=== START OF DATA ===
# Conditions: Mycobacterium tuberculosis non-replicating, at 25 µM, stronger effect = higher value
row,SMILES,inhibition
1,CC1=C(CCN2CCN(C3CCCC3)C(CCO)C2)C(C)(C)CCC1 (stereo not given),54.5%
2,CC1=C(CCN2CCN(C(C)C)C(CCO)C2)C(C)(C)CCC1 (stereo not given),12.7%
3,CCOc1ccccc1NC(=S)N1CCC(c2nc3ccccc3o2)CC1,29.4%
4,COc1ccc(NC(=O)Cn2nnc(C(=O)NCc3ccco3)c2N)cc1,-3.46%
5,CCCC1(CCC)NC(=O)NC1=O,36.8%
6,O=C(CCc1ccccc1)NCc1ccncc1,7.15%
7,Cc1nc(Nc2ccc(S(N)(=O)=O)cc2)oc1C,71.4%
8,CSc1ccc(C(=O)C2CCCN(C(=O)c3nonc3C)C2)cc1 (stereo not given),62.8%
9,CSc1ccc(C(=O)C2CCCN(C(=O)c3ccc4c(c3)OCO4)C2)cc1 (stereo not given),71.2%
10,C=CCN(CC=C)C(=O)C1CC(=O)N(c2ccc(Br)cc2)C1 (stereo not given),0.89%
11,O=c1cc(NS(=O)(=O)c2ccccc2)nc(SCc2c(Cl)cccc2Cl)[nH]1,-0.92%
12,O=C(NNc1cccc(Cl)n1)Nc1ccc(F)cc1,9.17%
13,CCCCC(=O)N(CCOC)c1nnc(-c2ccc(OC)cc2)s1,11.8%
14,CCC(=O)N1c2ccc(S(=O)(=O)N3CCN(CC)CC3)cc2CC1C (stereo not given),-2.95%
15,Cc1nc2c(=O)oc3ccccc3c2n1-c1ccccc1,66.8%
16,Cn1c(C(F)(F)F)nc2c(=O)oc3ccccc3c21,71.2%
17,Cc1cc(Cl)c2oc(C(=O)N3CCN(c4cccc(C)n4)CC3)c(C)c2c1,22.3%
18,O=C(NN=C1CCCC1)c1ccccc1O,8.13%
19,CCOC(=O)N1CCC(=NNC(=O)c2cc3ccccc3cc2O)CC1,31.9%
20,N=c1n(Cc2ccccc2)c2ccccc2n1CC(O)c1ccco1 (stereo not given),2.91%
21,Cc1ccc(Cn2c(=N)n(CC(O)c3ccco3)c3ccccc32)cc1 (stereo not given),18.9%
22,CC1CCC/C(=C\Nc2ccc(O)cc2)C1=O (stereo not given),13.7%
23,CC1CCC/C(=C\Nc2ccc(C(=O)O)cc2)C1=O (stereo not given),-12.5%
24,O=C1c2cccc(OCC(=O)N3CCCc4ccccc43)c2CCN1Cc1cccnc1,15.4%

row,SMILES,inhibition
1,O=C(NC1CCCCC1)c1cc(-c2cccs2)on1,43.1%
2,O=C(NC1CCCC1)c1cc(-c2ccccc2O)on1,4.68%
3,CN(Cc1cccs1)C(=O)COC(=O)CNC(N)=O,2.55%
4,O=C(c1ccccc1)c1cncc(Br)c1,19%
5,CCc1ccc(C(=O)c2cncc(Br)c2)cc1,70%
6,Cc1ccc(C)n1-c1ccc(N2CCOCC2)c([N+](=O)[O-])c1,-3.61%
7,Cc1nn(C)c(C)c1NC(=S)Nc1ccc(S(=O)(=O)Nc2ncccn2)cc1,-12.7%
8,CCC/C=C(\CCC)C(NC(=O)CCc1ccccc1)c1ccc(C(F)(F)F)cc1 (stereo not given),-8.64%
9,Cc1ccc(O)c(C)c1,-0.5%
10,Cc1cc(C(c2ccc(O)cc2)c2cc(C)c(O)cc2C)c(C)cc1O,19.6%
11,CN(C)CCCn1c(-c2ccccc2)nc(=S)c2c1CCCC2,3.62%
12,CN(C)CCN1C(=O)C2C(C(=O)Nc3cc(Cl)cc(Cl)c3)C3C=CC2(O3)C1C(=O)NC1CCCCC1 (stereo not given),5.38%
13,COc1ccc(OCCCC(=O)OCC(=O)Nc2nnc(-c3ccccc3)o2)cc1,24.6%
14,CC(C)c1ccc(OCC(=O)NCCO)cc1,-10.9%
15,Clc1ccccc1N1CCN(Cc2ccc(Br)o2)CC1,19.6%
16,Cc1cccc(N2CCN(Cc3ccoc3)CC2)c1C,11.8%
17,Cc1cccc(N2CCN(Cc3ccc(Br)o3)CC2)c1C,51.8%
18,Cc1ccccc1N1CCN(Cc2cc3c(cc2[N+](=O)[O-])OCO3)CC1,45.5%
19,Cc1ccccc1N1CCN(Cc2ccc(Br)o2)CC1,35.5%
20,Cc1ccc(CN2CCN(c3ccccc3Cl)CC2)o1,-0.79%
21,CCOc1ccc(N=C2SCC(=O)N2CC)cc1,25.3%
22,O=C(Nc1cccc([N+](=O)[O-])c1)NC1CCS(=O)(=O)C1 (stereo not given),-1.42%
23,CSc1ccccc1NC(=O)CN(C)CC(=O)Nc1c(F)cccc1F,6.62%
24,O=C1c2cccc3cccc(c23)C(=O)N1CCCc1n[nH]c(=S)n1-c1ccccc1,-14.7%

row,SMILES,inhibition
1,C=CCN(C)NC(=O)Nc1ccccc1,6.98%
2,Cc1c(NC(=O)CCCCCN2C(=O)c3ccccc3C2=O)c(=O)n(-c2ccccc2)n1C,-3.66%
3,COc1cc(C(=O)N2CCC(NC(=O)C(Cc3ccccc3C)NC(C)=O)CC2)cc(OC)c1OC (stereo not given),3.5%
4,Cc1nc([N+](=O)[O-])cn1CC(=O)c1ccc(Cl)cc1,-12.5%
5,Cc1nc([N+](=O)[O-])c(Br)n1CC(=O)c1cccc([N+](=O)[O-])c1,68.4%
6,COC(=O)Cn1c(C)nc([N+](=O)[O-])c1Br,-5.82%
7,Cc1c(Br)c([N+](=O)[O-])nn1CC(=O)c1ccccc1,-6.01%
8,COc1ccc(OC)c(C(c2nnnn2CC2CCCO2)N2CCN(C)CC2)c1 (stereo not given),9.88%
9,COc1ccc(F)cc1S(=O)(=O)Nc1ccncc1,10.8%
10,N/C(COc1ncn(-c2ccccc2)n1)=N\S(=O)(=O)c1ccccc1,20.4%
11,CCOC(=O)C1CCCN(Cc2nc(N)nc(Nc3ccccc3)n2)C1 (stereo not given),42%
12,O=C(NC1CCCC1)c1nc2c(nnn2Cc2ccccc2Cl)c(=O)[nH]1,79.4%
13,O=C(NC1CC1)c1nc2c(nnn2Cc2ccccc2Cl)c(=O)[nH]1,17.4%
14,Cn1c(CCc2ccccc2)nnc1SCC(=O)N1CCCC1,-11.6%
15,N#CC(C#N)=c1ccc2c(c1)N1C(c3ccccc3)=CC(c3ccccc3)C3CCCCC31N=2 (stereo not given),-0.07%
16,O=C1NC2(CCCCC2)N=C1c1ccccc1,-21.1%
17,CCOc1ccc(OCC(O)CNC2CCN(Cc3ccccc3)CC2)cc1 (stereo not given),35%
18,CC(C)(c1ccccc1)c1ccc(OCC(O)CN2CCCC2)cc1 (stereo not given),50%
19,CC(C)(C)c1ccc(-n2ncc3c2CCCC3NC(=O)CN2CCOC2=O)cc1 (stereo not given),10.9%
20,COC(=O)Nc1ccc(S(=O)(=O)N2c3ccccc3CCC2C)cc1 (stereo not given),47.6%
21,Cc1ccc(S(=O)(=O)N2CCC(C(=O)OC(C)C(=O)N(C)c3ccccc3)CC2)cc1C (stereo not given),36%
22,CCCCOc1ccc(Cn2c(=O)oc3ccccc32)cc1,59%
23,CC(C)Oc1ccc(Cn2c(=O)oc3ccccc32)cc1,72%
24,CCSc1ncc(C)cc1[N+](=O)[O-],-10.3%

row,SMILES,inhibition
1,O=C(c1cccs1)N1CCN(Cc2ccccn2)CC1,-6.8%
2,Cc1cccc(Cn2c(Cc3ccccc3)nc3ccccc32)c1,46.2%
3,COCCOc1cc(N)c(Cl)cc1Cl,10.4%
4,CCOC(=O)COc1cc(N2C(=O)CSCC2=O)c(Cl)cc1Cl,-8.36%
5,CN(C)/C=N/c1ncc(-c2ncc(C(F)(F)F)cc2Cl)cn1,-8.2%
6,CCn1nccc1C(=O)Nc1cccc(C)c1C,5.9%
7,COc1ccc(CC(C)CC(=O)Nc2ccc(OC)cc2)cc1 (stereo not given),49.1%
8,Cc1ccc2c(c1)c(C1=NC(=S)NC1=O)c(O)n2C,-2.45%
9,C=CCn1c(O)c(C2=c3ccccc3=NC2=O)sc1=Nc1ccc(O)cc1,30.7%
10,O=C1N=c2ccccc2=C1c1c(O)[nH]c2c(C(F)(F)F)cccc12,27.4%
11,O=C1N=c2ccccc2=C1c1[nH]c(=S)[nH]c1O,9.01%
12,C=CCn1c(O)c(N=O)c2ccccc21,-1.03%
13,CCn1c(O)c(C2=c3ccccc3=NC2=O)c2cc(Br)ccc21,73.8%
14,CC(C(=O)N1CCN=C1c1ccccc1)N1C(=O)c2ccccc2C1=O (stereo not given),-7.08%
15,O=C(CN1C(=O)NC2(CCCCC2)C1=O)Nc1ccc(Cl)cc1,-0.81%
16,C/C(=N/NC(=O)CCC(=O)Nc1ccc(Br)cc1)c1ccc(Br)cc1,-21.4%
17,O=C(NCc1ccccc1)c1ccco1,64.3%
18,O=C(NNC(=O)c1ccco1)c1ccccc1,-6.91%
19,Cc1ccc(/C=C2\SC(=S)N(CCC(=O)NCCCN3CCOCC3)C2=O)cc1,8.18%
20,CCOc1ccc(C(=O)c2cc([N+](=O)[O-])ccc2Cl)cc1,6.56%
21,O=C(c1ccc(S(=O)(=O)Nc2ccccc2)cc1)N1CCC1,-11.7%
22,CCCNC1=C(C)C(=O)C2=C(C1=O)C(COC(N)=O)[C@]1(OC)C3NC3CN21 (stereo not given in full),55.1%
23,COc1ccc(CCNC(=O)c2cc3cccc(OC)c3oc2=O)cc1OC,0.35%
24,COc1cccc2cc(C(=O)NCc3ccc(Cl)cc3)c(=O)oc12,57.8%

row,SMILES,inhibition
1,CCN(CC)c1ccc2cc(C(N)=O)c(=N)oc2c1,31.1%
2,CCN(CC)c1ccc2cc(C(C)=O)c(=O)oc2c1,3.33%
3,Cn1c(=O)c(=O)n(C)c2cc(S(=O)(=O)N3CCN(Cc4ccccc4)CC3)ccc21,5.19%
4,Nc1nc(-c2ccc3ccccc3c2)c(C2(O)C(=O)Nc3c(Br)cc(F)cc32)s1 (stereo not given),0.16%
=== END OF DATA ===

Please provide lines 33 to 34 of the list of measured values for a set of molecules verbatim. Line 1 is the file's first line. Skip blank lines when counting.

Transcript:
6,Cc1ccc(C)n1-c1ccc(N2CCOCC2)c([N+](=O)[O-])c1,-3.61%
7,Cc1nn(C)c(C)c1NC(=S)Nc1ccc(S(=O)(=O)Nc2ncccn2)cc1,-12.7%